“Public sentiment is everything”

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Pivoting off President Abraham Lincoln’s famous maxim, the Feds consider the state of public opinion about the current President’s many serious transgressions. What explains the apparent indifference of wide swaths of the American public to the President’s assault on constitutional values and the rule of law? What are the prospects for Mueller’s upcoming testimony or other events to break through the apparent impasse? And is there a moral obligation to push back on the constitutional outrages whether or not there are reasonable prospects of changing the current calculus?

Harry is joined by Barbara McQuade, Frank Figliuzzi and Julie Zebrak.

And stay tuned after the discussion for a preview of the Talking Feds live event July 8-11 in Washington, DC. 

Mueller Report Myths and Gerrymandered Maps

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In this special Feds Now episode, The Feds break down the myths of the Mueller Report, as first elucidated in a recent Time Magazine article. Host Harry Litman is joined by the co-authors of the article, former US Attorneys and Talking Feds charter members Barbara McQuade and Joyce Vance. The Feds then turn to the ramifications of the 5-4 Supreme Court on political gerrymandering with Richard Cordray, who clerked for two Supreme Court justices and was the first director of the Consumer Financial Protection Bureau.

These 11 Mueller Report Myths Just Won’t Die. Here’s Why They’re Wrong by Barbara McQuade and Joyce White Vance.

No Hope

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The Feds take up the administration’s assertion of absolute immunity for Hope Hicks, including whether absolute immunity is even a viable legal concept. They then consider a new Supreme Court decision that potentially points the way towards a legal breakthrough in the impasse between the White House and Congress. Finally, they consider the sobering possibility that the race is over even as Congress continues to run in place.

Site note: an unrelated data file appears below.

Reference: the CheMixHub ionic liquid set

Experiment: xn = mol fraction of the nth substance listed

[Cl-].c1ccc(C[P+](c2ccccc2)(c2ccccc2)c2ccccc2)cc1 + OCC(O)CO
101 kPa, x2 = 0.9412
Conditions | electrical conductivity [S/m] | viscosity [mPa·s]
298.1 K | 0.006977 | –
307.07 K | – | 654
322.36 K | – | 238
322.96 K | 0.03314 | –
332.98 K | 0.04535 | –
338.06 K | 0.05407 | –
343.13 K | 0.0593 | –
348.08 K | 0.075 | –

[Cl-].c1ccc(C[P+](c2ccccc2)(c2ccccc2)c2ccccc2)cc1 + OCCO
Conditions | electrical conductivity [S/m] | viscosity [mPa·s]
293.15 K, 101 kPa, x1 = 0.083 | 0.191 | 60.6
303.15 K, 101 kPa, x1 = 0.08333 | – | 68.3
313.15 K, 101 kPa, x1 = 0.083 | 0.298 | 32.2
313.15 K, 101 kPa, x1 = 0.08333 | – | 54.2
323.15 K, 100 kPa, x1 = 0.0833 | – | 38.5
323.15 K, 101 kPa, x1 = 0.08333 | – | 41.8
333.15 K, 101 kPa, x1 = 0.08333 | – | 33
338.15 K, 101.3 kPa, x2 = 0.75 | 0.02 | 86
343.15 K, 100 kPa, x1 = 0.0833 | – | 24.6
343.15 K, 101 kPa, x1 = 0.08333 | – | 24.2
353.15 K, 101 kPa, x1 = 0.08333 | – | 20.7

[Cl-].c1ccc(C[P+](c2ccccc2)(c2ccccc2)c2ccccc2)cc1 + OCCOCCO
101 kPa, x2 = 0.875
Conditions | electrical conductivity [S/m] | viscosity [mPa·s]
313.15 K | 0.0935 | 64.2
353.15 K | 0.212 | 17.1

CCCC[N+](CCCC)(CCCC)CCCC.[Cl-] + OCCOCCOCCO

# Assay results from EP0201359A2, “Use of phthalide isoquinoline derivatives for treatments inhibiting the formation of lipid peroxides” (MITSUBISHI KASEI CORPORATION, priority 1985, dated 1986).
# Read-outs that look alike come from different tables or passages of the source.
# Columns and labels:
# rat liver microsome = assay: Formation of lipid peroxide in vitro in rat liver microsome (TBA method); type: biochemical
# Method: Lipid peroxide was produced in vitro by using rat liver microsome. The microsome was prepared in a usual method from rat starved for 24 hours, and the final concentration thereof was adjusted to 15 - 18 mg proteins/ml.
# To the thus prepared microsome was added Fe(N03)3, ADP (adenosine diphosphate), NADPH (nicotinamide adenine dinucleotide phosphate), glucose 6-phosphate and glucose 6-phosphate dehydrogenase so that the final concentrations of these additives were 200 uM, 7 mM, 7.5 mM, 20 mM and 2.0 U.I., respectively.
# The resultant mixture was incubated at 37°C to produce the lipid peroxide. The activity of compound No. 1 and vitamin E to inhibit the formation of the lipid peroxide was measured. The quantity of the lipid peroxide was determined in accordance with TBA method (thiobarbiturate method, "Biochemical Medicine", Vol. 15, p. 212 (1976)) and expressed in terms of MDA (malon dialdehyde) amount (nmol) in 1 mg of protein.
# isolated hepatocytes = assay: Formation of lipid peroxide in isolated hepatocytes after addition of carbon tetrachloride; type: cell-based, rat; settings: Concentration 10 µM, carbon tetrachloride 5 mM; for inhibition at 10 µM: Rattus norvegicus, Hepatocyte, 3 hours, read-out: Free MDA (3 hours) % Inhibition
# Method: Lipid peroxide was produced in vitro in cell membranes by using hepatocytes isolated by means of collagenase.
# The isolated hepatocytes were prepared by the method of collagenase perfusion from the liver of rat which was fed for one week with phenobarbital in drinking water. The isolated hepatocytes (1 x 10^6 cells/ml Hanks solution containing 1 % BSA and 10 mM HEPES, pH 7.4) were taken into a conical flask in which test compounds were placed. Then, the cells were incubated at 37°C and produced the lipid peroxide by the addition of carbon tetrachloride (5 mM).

Host Harry Litman, is joined by Paul Fishman, Matt Matthew Miller and Judge Nancy Gertner.

Ted Talks

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The Feds are honored to be joined by Rep. Ted Lieu, a forceful presence on the House Judiciary Committee. We begin with a probing look at the legal, ethical, and political implications of the President’s suggestion that it’s fine for a campaign to take negative information about an opponent from a foreign country, including the seemingly untenable position that Trump has imposed on FBI Director Christopher Wray by directly contradicting him in public.  Following a sidebar from Prof Larry Tribe on the federal government’s obligation to provide information to criminal defendants, the Feds engage in a candid assessment of Congress’s attempts to date to bring the Mueller report to life before the American public, ending with Rep Lieu’s declaration that  "[w]e are going to get McGahn to testify at some point."

Along with Congressman Lieu, host Harry Litman is joined by Josh Campbell of CNN a former FBI agent. He’s also joined by Professor Laurie Levenson of Loyola Law School, former trial and appellate lawyer, and one of the chief public authorities on prosecutorial practice.

A House Divided

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The Feds consider the White House’s radical and unprecedented strategy to not only rebuff all investigative demands from the House, but to deny the very legitimacy of the House’s oversight.  They unpack the voicemail from the President’s lawyer asking Michael Flynn’s lawyer for a “heads up”of Flynn’s communications with Mueller.  They then bat around a new proposal from Prof Larry Tribe that potentially could break through the drastic logjam.

Host Harry Litman is joined by former Feds Asha Rangappa, Elliot Williams, and Barbara McQuade.

High Crimes and Misdemeanors (feat. Professor Laurence Tribe, Dean Erwin Chemerinsky, and Congressman Jamie Raskin)

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An unbelievably high-powered panel-- Professor Laurence Tribe, Dean Erwin Chemerinksy, and Congressman and Judiciary Committee member Jamie Raskin--take up an incredibly important topic,  "High Crimes and Misdemeanors." The three set aside some common misconceptions and agree on important aspects of the constitutional term. They then turn to plow new ground, each opining on what potential offense by the President is the most serious and predicting how the Congress may view differently the Venn diagram of potential impeachable offenses.  Finally, they offer their thoughts on whether we are at a moment of constitutional failure, and whether the constitutional scheme is likely to prove equal to the stresses that the President has imposed on it.

Host Harry Litman is joined by: